The Regional Rehabilitation Center at Faxton-St. Luke’s Healthcare honored Faxton Cup award winners Kathryn McCauley and the Technology Related Assistance for Individuals with Disabilities program at Upstate Cerebral Palsy in Barneveld at a ceremony on Sept. 24.
The Faxton Cup honors individuals and organizations who demonstrate, on a local level, dedication to the enhancement of the quality of life, either by setting an example of what people with disabilities can accomplish, or on behalf of people with physical disabilities, according to a news release.
McCauley was born with proximal femoral focal deficiency, a genetic disease affecting the growth of her femur that led to the amputation of her right foot as an infant. She was cared for at Shriner’s Hospitals for Children in Springfield, Mass., where her surgeries and prosthetics were covered at no cost until she turned 22.
“At Shriner’s, they believe that every kid should be able to participate fully in whatever they do,” said McCauley. “Right from the start, they want you to know that your disease isn’t something you have to cope with — it’s just who you are.”
“Kathryn endured many struggles, especially throughout her childhood and teenage years,” said Rebecca McCauley, her sister. “But what is important is that she never complained or let any cruel words keep her from her goals.”
And for Kathryn McCauley, the goals she accomplished included serving as valedictorian of her high school class, graduating from Harvard University with a degree in history and science and receiving a master’s degree in library science from Syracuse University.
Kathryn McCauley returned to the Utica area after graduation and currently works as a technology librarian for the MidYork Library System. Upon returning home, she set another goal for herself. This time, it was to participate in the Boilermaker 15K Road Race, which she succeeded in completing in July 2012.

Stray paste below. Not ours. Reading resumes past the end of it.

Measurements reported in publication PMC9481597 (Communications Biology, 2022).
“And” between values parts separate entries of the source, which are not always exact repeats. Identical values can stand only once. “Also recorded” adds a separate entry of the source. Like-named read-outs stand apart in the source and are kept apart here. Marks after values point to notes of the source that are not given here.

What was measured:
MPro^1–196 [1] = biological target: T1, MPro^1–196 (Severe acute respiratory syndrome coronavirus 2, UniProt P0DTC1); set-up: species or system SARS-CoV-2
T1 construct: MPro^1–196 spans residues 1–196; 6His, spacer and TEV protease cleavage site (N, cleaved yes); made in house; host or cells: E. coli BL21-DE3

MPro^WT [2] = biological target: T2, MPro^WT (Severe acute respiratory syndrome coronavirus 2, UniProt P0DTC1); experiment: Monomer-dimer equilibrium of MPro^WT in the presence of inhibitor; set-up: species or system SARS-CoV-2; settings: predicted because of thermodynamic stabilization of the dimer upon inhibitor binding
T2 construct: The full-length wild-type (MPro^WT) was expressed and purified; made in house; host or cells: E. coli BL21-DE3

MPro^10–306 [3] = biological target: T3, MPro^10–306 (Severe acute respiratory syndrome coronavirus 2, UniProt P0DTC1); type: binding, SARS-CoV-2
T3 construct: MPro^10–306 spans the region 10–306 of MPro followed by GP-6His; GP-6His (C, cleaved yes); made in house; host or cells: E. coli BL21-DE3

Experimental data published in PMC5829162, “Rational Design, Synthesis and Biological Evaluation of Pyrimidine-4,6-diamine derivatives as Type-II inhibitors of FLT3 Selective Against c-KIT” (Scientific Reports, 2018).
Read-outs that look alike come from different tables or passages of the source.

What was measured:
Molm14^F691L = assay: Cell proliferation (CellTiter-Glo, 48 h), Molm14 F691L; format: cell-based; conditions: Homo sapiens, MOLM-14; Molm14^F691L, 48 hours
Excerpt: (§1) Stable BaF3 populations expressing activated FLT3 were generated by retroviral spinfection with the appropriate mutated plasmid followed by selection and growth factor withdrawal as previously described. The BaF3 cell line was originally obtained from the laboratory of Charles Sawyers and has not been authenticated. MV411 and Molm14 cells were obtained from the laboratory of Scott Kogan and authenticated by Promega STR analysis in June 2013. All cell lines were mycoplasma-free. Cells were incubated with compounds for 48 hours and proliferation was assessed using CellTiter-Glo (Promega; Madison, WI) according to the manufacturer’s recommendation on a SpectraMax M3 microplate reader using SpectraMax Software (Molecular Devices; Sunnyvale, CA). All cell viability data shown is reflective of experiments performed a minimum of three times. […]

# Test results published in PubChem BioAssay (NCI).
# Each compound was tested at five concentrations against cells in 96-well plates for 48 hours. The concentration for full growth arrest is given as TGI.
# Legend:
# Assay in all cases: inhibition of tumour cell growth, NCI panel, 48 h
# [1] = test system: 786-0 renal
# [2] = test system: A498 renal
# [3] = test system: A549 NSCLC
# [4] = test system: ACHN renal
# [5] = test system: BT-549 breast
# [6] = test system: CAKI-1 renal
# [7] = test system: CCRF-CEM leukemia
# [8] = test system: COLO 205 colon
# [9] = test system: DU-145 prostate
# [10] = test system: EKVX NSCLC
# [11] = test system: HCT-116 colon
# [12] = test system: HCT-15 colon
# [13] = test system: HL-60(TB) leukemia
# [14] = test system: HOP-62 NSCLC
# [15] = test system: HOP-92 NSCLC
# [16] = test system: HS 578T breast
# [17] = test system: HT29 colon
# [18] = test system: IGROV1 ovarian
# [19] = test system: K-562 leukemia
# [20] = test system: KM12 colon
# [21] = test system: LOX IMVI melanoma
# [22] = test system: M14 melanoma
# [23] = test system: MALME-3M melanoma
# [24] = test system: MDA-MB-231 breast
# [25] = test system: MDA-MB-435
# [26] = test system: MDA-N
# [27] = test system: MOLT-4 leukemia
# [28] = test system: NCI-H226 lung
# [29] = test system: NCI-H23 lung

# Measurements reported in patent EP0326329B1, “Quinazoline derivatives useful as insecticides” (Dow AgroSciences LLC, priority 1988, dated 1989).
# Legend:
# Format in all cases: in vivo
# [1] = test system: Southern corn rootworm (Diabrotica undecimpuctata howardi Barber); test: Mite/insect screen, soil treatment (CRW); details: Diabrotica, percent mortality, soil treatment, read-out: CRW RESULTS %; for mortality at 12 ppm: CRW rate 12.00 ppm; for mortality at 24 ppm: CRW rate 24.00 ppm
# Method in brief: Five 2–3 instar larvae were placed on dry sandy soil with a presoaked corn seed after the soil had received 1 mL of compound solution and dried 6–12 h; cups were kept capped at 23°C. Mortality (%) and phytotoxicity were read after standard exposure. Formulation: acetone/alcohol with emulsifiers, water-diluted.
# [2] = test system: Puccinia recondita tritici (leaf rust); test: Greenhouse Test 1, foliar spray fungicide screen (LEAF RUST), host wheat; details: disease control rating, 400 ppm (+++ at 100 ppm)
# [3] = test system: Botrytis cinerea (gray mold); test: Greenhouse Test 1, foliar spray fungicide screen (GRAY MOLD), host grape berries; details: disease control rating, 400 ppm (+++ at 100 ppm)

She continues to run competitively, completing this year’s Boilermaker, in addition to the Delta Lake Half Marathon this fall.
The TRAID program is one of 12 sites in New York dedicated to providing assistive technology information, referral services and device demonstrations and loans.
With more than 3,000 pieces of equipment in their “technology lending library,” TRAID provides devices that range from wheelchairs and walkers to adapted toys and assistive software and is available to any resident with a disability in Fulton, Hamilton, Herkimer, Jefferson, Lewis, Montgomery and Oneida counties.
Due to the complexity and expense of many of the devices, individuals might not have the ability to purchase them for short-term use or may wish to trial the equipment before making the investment.
“If we have a device that someone needs, we loan it out so they can try it,” said Susan Bord, TRAID director. “We look at the needs of the individual and help make sure it’s the right device for them.”
Page 2 of 2 - TRAID provides referrals to potential funding sources for those wishing to purchase a device of their own, as well as access to a local and state-wide matching services for items or devices for sale.